FICTION: A scholar and a cowboy scope out a new dam project in Montana.
It’s hard to imagine that there are still Westerns to be written, but Malcolm Brooks proves with his haunting and lyrical debut that there’s room for at least one more.
Taking place in the middle of the last century, “Painted Horses” brings together a dynamic cast of cowboys and intellectuals in the service of an ambitious dam project in Montana. Catherine Lemay returns from a Fulbright in Europe with a thirst for adventure and professional opportunity. She finds both via the Smithsonian Institution, which hires her to make sure the enormous canyon set to be flooded is in no way historically significant.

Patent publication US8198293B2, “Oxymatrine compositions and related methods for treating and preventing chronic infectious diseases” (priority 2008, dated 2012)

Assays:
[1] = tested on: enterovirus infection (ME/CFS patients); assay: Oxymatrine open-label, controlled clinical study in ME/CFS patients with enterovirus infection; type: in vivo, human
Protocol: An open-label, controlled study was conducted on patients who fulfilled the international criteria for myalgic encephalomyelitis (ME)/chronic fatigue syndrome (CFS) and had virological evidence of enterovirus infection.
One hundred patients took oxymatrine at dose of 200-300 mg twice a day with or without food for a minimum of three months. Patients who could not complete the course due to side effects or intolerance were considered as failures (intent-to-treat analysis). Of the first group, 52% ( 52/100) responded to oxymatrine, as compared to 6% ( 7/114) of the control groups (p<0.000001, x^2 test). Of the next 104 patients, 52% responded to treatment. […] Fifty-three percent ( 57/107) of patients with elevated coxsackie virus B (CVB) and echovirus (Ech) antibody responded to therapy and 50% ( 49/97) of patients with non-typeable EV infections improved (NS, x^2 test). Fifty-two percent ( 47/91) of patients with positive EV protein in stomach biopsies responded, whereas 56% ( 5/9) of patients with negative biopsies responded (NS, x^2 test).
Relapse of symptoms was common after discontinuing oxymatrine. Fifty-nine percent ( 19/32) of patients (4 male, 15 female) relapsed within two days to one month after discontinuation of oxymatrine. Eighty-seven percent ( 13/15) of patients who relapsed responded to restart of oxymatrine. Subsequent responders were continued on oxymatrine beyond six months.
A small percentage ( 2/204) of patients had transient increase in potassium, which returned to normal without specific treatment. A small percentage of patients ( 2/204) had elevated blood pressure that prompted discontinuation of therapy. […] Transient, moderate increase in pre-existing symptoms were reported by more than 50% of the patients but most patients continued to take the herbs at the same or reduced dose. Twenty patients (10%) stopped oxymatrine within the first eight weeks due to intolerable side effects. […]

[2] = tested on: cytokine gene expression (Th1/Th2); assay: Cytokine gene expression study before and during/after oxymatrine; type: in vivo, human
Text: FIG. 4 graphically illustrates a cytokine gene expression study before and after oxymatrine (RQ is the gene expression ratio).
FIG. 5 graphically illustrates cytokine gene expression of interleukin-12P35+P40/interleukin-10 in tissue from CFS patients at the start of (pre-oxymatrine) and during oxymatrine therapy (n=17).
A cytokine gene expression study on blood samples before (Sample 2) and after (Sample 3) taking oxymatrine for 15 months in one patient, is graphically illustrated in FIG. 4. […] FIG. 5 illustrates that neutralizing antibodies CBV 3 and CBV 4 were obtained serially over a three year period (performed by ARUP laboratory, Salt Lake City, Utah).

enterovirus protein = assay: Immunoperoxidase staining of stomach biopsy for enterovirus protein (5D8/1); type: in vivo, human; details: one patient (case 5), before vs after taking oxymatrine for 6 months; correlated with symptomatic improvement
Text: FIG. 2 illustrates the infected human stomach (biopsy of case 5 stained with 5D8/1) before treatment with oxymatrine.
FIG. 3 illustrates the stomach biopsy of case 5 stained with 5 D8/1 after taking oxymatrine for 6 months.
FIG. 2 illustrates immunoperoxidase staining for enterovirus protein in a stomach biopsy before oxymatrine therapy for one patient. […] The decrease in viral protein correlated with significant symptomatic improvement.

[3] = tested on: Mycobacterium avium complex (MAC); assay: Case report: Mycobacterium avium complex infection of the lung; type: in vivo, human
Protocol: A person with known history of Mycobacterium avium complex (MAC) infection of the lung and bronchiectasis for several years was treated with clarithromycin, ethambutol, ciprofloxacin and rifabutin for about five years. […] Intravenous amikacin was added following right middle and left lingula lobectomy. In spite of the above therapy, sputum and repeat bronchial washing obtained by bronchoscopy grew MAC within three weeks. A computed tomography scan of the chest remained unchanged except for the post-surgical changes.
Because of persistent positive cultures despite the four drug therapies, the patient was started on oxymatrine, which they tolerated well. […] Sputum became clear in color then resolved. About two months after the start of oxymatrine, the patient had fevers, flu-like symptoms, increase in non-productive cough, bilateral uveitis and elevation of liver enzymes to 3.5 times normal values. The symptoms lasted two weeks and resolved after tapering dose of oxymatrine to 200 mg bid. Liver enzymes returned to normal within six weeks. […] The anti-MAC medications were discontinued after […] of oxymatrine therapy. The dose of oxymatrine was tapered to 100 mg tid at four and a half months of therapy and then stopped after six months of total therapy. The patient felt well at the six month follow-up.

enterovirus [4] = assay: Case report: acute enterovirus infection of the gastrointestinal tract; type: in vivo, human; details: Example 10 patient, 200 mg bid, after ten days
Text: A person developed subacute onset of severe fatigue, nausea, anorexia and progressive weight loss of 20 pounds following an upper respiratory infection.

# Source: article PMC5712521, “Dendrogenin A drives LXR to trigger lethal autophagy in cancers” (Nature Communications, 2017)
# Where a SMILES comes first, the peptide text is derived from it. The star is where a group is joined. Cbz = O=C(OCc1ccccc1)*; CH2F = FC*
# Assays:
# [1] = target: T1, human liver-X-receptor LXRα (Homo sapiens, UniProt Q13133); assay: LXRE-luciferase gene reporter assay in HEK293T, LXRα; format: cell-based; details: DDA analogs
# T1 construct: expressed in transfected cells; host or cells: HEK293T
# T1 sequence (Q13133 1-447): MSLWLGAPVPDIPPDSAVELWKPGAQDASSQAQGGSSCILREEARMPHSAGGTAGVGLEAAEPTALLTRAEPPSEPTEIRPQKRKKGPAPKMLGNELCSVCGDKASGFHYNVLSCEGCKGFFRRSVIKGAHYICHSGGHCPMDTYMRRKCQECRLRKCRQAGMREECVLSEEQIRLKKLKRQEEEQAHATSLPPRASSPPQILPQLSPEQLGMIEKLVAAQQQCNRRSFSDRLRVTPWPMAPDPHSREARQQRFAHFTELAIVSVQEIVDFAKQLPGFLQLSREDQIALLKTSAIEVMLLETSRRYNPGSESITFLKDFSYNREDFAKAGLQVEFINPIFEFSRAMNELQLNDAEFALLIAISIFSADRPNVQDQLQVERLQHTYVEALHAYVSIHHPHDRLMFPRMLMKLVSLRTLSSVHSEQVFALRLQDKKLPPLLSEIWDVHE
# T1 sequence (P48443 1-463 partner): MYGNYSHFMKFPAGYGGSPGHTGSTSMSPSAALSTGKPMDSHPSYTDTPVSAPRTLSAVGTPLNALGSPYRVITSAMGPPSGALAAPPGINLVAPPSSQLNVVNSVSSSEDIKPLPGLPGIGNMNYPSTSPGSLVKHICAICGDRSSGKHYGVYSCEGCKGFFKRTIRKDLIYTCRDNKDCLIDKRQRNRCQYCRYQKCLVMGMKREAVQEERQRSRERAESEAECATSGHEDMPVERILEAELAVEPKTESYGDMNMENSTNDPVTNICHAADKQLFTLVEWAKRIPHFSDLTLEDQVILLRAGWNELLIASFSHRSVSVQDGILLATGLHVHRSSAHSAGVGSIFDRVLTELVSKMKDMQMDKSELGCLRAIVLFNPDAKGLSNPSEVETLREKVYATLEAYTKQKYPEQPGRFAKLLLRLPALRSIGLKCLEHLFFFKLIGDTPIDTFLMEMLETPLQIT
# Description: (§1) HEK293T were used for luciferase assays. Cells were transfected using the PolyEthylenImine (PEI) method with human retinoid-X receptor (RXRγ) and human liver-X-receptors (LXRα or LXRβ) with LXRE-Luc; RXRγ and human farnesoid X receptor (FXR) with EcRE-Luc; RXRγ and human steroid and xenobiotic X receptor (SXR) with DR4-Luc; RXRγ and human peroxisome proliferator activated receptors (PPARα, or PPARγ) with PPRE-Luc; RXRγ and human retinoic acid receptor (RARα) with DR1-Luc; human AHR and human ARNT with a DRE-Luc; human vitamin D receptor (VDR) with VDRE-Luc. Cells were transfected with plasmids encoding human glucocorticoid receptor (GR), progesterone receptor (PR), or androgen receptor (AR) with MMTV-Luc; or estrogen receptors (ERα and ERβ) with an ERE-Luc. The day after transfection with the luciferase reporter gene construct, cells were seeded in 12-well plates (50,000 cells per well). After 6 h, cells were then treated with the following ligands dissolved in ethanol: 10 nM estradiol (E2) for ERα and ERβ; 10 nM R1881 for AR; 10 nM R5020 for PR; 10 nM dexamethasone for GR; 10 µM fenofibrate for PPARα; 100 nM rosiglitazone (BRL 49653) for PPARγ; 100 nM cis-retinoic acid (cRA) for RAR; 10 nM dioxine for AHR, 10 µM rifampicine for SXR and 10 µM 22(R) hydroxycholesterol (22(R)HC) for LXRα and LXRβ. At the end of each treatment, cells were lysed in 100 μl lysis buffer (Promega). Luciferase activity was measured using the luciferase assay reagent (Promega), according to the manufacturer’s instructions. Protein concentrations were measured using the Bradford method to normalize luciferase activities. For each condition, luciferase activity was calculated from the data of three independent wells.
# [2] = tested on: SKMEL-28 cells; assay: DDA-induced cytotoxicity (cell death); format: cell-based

Along the way she meets John H, an American veteran of World War II, an artist and a horseman extraordinaire. Together they scour the landscape, making discoveries that complicate not only the dam project, but their feelings for each other as well. That Brooks manages to make fresh and convincing a love story between a cowboy and an idealistic, headstrong heroine is a true testament to his skills. Theirs is a relationship that builds expertly and mirrors the vast and gorgeous landscape it traverses.
Impressive as the weaving of their work and relationship is, however, the novel’s greatest strength is its astonishing portraiture of horses. Not since Cormac McCarthy’s Border Trilogy has the noble equine been given such lovely treatment. There are moments when Brooks’ prose rises to meet the mythos it describes. They are moments of near perfection.
Peter Geye is the author of “Safe From the Sea” and “The Lighthouse Road.” He lives in Minneapolis.